It’s a new year and many of us are taking a fresh look at our lives and thinking about the musical avenues we’ll explore in 2017. Will you dive deep into some new and unfamiliar genres? Push your music career forwards? Hone a skill like improvisation? Or really knuckle down on something you’ve been skipping, like the music theory side of listening skills?
Whatever you have in mind for the new musical year, this week’s new resources should help inspire you to get 2017 off to a rockin’ start. Speaking of which…
It’s only Rock and Roll (but…)
Ever since the 1950s when Rock’n’Roll took the world by storm, rock has been a driving force in music around the world. Have you ever wondered how rock got started, and what exactly characterises a song as “rock”? Wonder no more! Open your ears to rock music.
Teach Rock has this fantastic in-depth study of the birth and history of rock music, divided into handy chapters. For every scholar of rock music history, this is a good place to start.
Want to know what your favorite rock musician was up to back in the day? Check out this interactive Rock and Roll Roadmap. From Aerosmith to ZZ Top, this artist compilation will take you directly to their history.
Rock music is a descendent of rock‘n’roll. At what point, exactly, did “rock’n’roll” become “rock”?
NPR discusses this and its implications in this interesting article.
Birth of the Blues
One of the main musical roots of rock was blues music, and it’s a genre that’s still going strong today. Discover where it originated and how it developed in an Introduction to Blues Music.
For more on the history and origins of the Blues, have a look at International Blues Music Day’s article. It discusses everything from the origins of blues to the 100 greatest blues songs.
One prominent characteristic of the blues is the famous “12-bar blues” sequence. Pianist Duane Shinn discusses the music theory behind the twelve-bar blues:
Rock isn’t the only genre influenced by blues… Joy Tunes takes a look at how the blues partly influenced the development of the modern pop music genre.
Improve Your Improv
We’ve been publishing an in-depth interview with a fascinating musician, Dr. Stefan Hall. In the latest instalment he shares helpful insights into how you can improvise better by listening to the rhythm section.
Dr. Hall suggests listening to the rhythm section – the bass, drums, guitar and/or piano – to help you connect to the structure of jazz. What is the function of the rhythm section and why is it so important? Study Bass explains in this lesson.
As discussed in the interview, Dr. Hall learned to play jazz guitar mostly by active listening. In this podcast, Learn Jazz Standards explains why active listening is the main event in learning to play jazz.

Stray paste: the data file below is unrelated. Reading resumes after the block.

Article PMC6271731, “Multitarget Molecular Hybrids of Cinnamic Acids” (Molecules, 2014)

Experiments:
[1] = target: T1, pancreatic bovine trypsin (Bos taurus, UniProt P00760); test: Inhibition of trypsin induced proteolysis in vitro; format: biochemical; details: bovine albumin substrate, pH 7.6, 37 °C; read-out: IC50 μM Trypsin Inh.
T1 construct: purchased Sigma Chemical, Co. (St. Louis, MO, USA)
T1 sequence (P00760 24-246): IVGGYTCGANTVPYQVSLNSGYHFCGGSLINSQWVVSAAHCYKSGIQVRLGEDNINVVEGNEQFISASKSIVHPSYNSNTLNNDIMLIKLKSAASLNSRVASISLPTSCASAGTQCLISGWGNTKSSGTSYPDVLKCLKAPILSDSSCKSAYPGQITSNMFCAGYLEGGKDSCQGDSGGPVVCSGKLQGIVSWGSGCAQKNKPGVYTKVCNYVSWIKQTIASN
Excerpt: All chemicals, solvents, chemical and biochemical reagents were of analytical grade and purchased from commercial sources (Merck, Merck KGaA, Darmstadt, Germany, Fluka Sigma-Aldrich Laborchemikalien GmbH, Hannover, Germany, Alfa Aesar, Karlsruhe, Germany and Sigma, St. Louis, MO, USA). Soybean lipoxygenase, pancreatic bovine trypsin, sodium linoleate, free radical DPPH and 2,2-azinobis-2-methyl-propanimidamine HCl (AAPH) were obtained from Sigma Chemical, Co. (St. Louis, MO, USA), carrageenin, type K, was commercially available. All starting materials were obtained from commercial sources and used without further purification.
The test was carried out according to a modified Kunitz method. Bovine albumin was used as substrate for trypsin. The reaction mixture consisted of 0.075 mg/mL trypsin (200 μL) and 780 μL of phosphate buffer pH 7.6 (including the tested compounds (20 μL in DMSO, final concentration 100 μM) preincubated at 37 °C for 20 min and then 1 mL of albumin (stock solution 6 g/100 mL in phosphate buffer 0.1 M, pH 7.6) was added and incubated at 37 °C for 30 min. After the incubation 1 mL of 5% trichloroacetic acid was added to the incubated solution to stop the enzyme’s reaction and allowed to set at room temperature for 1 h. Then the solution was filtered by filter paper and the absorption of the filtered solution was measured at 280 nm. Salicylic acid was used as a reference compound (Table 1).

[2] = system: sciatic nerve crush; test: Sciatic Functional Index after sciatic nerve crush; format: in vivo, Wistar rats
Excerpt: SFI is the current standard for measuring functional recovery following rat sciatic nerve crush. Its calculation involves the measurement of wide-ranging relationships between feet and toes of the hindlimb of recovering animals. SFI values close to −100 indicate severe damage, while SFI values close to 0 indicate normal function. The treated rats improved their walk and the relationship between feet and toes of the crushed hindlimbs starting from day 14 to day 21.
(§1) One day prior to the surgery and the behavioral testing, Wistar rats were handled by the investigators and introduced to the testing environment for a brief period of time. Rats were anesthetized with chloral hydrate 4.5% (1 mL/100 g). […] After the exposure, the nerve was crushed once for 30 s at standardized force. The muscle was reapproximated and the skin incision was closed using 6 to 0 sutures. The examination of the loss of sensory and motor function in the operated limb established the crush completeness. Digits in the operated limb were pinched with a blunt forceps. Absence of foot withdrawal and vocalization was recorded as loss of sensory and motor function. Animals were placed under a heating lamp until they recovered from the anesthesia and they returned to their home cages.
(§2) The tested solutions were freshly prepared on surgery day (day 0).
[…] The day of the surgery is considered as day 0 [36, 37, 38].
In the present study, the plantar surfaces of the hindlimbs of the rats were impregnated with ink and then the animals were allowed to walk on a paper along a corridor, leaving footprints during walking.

Throughout this interview series, Dr. Hall has emphasized the importance of listening to jazz music to learn how to improvise. Free Jazz Lessons explains why you should put your fakebook away and turn up the music.
The Business of Music
Musicians often shy away from the world of business, preferring to focus on the artistic side of things. But if you want to reach a wide audience or make a living with your music, you will have to somehow get in touch with your business side. In a guest post on the Musical U blog, iCadenza share three simple ways you can nurture your own inner businessperson.
Musicians who do delve into the business side often do so in novel and creative ways, making them more akin to an entrepreneur than a traditional 9-5 salesman. In this blogpost, Music Industry How To tells you how to think like an entrepreneur.
Are you interested in some marketing more tips for your music career? White collar marketer-turned-musician Dave Ruch has these twelve marketing tips for musicians and performing artists.
The business of music is not just about marketing though. To have your music career reach its full potential, you need to treat it like a business. Music Connection explains how to be the CEO – and leader – of your music career.
Intervals Spelled Speedily
It’s normal to focus on the listening side of learning intervals but don’t forget the other essential aspect: if you want to actually use intervals to play by ear or improvise, you need to spell them! Here are some helpful tips and tricks to speed up your interval spelling.
To the uninitiated, learning how to spell intervals can seem a bit daunting. Never fear, The Secret Guitar Teacher helps to make the subject easier to understand for all musicians.
Unless you have a lot of time for thinking, it helps to memorize only a tiny fraction of the information when learning to spell intervals. Czech linguist, mathematician, and artist Jakub Marian shares his own approach to accelerating the interval spelling process.
Ready to go a step beyond interval spellings? Our friends Bob and Paul over at Shed the Music spell out how to spell triads from intervals in this great video tutorial.
So there you have it, a grab-bag of fun and interesting fresh new resources to get your year off to a great start. Here’s to a marvellously musical 2017!
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